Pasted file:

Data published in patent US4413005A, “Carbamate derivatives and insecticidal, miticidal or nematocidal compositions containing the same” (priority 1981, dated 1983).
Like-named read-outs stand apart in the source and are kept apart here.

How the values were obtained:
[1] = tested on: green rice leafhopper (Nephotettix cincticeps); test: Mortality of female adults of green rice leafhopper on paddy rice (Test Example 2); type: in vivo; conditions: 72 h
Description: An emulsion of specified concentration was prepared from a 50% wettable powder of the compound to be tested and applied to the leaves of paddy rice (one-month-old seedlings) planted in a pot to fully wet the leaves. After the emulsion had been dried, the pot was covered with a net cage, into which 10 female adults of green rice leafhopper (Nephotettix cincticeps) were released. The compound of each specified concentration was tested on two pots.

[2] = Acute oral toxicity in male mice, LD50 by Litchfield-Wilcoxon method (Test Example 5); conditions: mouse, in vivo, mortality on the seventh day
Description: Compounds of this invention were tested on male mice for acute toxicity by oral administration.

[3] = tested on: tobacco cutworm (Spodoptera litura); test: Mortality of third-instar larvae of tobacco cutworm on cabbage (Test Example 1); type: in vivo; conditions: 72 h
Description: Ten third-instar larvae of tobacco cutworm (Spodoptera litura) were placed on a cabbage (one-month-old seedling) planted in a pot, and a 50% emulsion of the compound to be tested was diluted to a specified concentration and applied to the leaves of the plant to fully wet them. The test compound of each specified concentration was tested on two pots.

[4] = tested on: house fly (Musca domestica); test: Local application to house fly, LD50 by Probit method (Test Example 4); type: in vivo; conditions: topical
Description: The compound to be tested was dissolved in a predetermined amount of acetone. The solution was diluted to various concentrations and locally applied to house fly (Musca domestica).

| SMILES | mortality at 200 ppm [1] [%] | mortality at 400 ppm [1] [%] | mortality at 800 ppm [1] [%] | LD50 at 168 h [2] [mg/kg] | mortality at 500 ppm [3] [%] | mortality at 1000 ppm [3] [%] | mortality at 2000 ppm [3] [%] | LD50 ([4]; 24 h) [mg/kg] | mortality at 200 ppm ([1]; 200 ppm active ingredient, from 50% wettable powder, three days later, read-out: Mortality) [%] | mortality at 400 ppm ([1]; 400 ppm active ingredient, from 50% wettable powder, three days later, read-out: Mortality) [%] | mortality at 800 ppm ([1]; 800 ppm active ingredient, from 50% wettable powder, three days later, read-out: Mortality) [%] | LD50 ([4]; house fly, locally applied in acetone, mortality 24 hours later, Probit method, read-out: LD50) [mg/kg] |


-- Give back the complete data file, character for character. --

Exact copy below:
Data published in patent US4413005A, “Carbamate derivatives and insecticidal, miticidal or nematocidal compositions containing the same” (priority 1981, dated 1983).
Like-named read-outs stand apart in the source and are kept apart here.

How the values were obtained:
[1] = tested on: green rice leafhopper (Nephotettix cincticeps); test: Mortality of female adults of green rice leafhopper on paddy rice (Test Example 2); type: in vivo; conditions: 72 h
Description: An emulsion of specified concentration was prepared from a 50% wettable powder of the compound to be tested and applied to the leaves of paddy rice (one-month-old seedlings) planted in a pot to fully wet the leaves. After the emulsion had been dried, the pot was covered with a net cage, into which 10 female adults of green rice leafhopper (Nephotettix cincticeps) were released. The compound of each specified concentration was tested on two pots.

[2] = Acute oral toxicity in male mice, LD50 by Litchfield-Wilcoxon method (Test Example 5); conditions: mouse, in vivo, mortality on the seventh day
Description: Compounds of this invention were tested on male mice for acute toxicity by oral administration.

[3] = tested on: tobacco cutworm (Spodoptera litura); test: Mortality of third-instar larvae of tobacco cutworm on cabbage (Test Example 1); type: in vivo; conditions: 72 h
Description: Ten third-instar larvae of tobacco cutworm (Spodoptera litura) were placed on a cabbage (one-month-old seedling) planted in a pot, and a 50% emulsion of the compound to be tested was diluted to a specified concentration and applied to the leaves of the plant to fully wet them. The test compound of each specified concentration was tested on two pots.

[4] = tested on: house fly (Musca domestica); test: Local application to house fly, LD50 by Probit method (Test Example 4); type: in vivo; conditions: topical
Description: The compound to be tested was dissolved in a predetermined amount of acetone. The solution was diluted to various concentrations and locally applied to house fly (Musca domestica).

| SMILES | mortality at 200 ppm [1] [%] | mortality at 400 ppm [1] [%] | mortality at 800 ppm [1] [%] | LD50 at 168 h [2] [mg/kg] | mortality at 500 ppm [3] [%] | mortality at 1000 ppm [3] [%] | mortality at 2000 ppm [3] [%] | LD50 ([4]; 24 h) [mg/kg] | mortality at 200 ppm ([1]; 200 ppm active ingredient, from 50% wettable powder, three days later, read-out: Mortality) [%] | mortality at 400 ppm ([1]; 400 ppm active ingredient, from 50% wettable powder, three days later, read-out: Mortality) [%] | mortality at 800 ppm ([1]; 800 ppm active ingredient, from 50% wettable powder, three days later, read-out: Mortality) [%] | LD50 ([4]; house fly, locally applied in acetone, mortality 24 hours later, Probit method, read-out: LD50) [mg/kg] |